By Meera Ravi » Economic historians charting the development of the Gulf region will record for posterity that the oil boom of the 21st century brought some very different growth trajectories into play for the region. Where the Seventies saw oil money being invested in infrastructure, the key shift this time round has been the increased momentum of regional diversification.
It is no secret that Bahrain and the six-nation Gulf Cooperation Council (GCC) as a whole have benefited from increased oil revenues during 2006. But what is noticeable in this oil boom is the up-shift in diversification; in developing investment strategies for the long-term.
There has been a significant increase in both inward and outward foreign direct investment (FDI); most notably at an intra-regional level, but also on a global scale.
What this change demonstrates is a real commitment to sound, long-term planning to cement the future economic prospects of the region. It is indicative of the growing confidence of the Gulf that it is steering its own economic course for the future.
In Bahrain, the Ministry of Industry and Commerce has been particularly busy in preparing the ground for the beneficial growth surge from the Bahrain-USA Free Trade Agreement that was ratified in 2006.
“Whatever we do as a Ministry, it must be in support of the government's overall reform initiatives. His Majesty, King Hamad bin Isa Al Khalifa, has initiated major initiatives with the aim of improving the political and socio-economic conditions in the country,” said Industry Minister Dr Hassan Fakhro.
“The main initiatives of the Ministry has been to reform and streamline our institutions and policies and procedures and regulatory systems to ensure the creation and the establishment of industries and businesses are conducted in the most efficient way.”
In its effort to woo investors with a red-carpet welcome, the Ministry has set up the Bahrain Investment Centre (BIC), an electronic one stop shop to ensure that the process of registering a company in the kingdom is done in the shortest time possible. In January 2006, Bahrain introduced new regulations governing the launch of businesses in the kingdom, making it easier, faster and cheaper to set up.
The rules did away with many of the pre-approvals previously required, and brought in a flat fee of BD20 for most business registrations. A new guidebook, published by the Bahrain Investor’s Centre, will help investors through the business start-up process, ensuring all questions are answered clearly.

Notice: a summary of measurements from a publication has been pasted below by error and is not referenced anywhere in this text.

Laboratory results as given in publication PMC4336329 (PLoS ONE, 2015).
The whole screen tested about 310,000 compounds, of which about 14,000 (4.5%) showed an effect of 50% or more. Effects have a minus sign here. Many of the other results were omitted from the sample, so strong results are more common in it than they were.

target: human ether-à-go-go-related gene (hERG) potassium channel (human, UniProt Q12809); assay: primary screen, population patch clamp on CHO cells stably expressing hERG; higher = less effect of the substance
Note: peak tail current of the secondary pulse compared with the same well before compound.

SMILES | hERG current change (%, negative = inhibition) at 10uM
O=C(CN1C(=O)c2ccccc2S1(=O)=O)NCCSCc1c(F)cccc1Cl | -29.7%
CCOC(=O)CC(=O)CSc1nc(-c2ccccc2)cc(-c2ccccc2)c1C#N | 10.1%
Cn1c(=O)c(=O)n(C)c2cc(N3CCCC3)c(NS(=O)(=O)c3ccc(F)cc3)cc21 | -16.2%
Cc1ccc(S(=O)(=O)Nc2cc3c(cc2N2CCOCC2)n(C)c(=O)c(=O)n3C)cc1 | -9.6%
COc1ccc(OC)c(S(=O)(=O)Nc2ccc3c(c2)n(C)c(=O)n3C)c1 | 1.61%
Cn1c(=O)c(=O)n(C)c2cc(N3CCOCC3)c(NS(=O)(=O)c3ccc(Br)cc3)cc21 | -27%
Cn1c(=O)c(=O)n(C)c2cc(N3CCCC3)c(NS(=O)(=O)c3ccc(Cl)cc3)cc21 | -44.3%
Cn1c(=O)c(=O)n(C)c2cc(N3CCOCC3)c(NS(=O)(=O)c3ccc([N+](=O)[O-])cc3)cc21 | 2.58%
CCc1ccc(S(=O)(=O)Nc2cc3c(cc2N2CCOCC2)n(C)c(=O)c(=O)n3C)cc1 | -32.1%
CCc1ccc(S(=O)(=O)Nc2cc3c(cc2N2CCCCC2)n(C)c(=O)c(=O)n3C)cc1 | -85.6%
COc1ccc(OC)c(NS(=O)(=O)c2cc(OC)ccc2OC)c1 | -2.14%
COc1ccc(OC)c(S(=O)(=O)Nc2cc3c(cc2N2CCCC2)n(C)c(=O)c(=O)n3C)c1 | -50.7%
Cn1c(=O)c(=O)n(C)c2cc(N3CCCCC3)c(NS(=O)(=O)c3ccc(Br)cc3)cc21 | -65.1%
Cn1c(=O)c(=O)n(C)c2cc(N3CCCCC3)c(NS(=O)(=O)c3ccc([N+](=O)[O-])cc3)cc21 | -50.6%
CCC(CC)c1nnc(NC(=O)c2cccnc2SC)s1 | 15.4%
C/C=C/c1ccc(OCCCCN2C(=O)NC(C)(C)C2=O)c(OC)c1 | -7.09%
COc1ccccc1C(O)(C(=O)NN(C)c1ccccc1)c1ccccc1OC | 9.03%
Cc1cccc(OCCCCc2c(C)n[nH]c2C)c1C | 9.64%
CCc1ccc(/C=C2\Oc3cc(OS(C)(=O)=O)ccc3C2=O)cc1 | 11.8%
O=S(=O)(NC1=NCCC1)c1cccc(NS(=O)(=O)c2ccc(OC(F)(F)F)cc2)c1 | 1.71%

“We have spent a lot of time and money in upgrading our infrastructure and building new ones to ensure that there are no bottlenecks that could impede industrial development plans for the country,” Dr Fakhro said.
The result has been impressive – one of the first big projects to be announced was the $40 million Kraft Foods cheese and powdered beverage production plant at the Bahrain International Investment Park in Hidd. Once operational, the facility is expected to employ around 250 people.
Meanwhile, the Ministry of Industry and Commerce is currently reviewing applications for several ambitious projects such as:
- adding to the existing iron pelletizing plant to increase its production capacity to 6 million tons per annum at a cost of BD150 million (US $397.9 million) and creating employment opportunity for 200 people
- building a sponge iron unit as an extension to the pelletising plant using part of their iron pellets, with a capacity of 1.5 million tons per annum and at a cost of BD100 million ($265 million) and providing employment opportunity to 400 people
- a plant for the production of electric and control cables with a capacity of 33,600 tons per annum, at a cost of BD31 million ($82 million) and providing employment opportunity to 307 people
Dr Fakhro added, “We have conducted several studies and especially in the light of the Free Trade Agreement (FTA) with the United States of America; which showed that the opportunity in investing in the subsidiary and integrated industries are immense.
"This is not to say that we do not encourage investment in the basic industries. We have a healthy energy inventory and a comprehensive energy policy and plans in place. We prefer to put emphasis on the subsidiary industries because they are less energy and capital intensive and more environmentally friendly and more so because they provide more employment opportunities per dollar of capital expenditure.”
The thrust is definitely on subsidiary industries and knowledge-based industries that will allow for a ‘greener and leaner’ industrial profile for the kingdom; one that will be environmentally sound and make fullest use of the educational potential of the Bahraini people.
The kingdom’s national economy is growing stronger as the GDP witnessed an eight per cent growth. This healthy trend will help provide a strong support to all sectors, according to experts.